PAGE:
• Artists • Releases • Store •
Catalog Number: QSR-065
Release Date: June 4th, 2021
Package Format: LP/Digital
Release Type: Full Length
If you're the average of the five people you spend the most time with, what happens with the realization that they're no good for you? When you try to help, try to leave, try and move on, but they won't let you change and won't let you go?
Lipstick Jodi's More Like Me is this raw experience explored and expressed in their national debut album on Quite Scientific. The three-piece outfit from Grand Rapids, Michigan's layered and complex synth-pop sound is highlighted by the vocals of lead singer Karli Morehouse, which are alternately haunting, triumphant, sorrowful, and make you want to dance around your bedroom punching the air and singing at the top of your lungs.
"I love the feeling I get when I lose myself in a song that feels like it was made for me, and I like to provide that for the listener.", Morehouse explains, "I hope More Like Me leaves others feeling empowered and validated with each song they hear."
More Like Me thumbs through a journal of self-improvement, self-doubt, self-preservation, and self-celebration with each track an entry on its pages. Some written in a steady hand and some scrawled angrily on the page?music from the deepest valleys, celebrating small victories, right after a big fight, or driving fast yelling out the window on the treacherous road to trying to do better.
"One day I looked around at my surroundings and found that I needed something to change. I'd kind of lost myself when I was 20 and did a lot of things that I was not proud of in order to attain some sort of escapism. Something needed to budge. So following a lot of emotional and boundary growth, the songs we finished center around change; letting go, and moving on. And while I didn't go into writing More Like Me with an idea of 'I'm going to write about xxx.', looking back, in a way, this album is a loud scream to myself and others that I wasn't okay."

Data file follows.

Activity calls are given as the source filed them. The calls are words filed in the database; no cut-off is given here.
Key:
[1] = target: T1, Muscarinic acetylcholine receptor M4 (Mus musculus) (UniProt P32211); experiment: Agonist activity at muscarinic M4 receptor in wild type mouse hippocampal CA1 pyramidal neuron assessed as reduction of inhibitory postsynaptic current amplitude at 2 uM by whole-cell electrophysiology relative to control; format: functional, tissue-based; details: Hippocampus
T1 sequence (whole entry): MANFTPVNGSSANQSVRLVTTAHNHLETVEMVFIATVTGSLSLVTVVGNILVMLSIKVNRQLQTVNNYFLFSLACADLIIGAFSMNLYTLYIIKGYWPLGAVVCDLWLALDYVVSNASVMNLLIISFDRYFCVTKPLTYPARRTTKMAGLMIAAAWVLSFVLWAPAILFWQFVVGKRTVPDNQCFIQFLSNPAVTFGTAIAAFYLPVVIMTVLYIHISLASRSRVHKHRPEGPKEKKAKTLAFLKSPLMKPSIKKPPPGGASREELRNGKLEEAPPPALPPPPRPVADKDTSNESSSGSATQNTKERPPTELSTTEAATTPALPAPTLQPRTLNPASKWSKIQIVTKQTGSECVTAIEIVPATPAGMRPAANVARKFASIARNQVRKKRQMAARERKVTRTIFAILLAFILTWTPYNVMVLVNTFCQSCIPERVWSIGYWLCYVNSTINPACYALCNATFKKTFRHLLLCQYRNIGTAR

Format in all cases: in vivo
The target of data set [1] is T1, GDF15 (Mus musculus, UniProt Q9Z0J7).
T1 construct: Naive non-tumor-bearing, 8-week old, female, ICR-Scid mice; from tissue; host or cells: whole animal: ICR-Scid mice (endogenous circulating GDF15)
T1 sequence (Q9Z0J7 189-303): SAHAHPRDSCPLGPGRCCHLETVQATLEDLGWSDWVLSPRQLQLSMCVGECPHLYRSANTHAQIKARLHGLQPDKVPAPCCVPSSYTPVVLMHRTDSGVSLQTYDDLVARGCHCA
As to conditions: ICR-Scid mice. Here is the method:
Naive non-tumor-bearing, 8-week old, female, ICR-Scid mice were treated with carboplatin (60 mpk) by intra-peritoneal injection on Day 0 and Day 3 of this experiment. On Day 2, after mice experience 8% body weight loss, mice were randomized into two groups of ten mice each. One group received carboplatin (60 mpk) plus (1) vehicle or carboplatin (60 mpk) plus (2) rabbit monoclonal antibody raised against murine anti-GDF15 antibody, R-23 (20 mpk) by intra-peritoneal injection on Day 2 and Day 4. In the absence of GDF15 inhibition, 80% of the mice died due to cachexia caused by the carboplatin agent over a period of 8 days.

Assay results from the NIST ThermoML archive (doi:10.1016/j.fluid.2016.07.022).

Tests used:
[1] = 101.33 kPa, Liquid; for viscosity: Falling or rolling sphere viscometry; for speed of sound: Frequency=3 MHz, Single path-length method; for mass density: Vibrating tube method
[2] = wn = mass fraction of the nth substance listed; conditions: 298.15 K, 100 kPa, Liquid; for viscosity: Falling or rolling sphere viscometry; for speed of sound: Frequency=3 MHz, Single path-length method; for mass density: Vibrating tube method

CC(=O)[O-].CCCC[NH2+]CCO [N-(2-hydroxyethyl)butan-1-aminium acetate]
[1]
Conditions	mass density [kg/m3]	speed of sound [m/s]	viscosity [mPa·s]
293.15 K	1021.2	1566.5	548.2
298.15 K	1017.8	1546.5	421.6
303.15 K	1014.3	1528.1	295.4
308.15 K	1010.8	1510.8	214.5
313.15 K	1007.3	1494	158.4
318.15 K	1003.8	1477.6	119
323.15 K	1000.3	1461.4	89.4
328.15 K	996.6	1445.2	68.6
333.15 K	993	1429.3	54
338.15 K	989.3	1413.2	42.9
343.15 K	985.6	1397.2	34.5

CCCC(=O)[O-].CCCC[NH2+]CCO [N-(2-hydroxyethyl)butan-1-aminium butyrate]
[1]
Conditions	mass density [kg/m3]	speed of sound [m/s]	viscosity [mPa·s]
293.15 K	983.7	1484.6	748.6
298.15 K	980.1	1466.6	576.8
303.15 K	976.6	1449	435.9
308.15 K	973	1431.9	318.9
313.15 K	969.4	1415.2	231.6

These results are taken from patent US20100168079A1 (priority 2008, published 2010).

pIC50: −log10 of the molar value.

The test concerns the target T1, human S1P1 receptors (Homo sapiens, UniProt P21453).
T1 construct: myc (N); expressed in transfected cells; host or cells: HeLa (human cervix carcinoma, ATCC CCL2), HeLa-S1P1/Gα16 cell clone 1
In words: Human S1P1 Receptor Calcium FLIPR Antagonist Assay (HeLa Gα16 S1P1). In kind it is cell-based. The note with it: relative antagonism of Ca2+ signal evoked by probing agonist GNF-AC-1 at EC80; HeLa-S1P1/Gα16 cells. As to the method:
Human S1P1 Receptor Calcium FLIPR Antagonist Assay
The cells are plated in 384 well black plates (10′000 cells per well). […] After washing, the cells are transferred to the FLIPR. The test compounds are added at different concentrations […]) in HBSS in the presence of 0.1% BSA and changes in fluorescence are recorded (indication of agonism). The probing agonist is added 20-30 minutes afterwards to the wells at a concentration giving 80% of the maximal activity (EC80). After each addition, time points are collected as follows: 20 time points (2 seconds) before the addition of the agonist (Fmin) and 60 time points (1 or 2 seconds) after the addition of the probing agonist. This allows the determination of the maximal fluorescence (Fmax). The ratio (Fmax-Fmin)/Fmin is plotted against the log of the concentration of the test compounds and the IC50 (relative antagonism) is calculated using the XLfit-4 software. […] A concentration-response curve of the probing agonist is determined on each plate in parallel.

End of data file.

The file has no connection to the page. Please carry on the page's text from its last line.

Track titles, through this lens, read like words picked off the journal page, Don't Wanna Know, Going Insane, How, Take Me Seriously, and Why Try.
A departure from previous iterations of the band, the new well-honed trio rounded out by band members Andy Fettig and Connor Middlebrook, brings together a whole new sonic styling as cutting and relatable as Morehouse's lyrical subject matter.
"I think it really shows through on the album just how on the same page we all are musically, while still bringing our own things to the table. When More Like Me started coming together, I was honestly floored because I had never written and played with musicians that understood where I was trying to go musically or emotionally to such a degree that my bandmates Andy and Connor do."
On the group's first single, do/SAY, the sonically heavy synth and heartbeat drums propel powerfully sparse lyrics detailing the end of an unhealthy relationship fueled by anger and drunk on freedom.
"I was in a toxic relationship that I felt like I couldn't get out of. All of the blame was all being put on me, but I knew that it takes two. I was being gaslit into thinking that I was the only bad person in the relationship. The tone of do/SAY really shows how angry I was and how I knew that I wasn't insane the entire time."
The accumulation of such stories and experiences presents an album that isn't afraid to show how hard getting better and doing better can be, but celebrates the struggle, heartache, and trauma - embracing it rather than wallowing in it. The power and poetry of More Like Me will resonate with anyone who has looked around them and realized the need for a new path and a new way of doing things. The seemingly impossible task of living a new life when the old one keeps pulling you back and the new one still views you through the lens of what you used to be.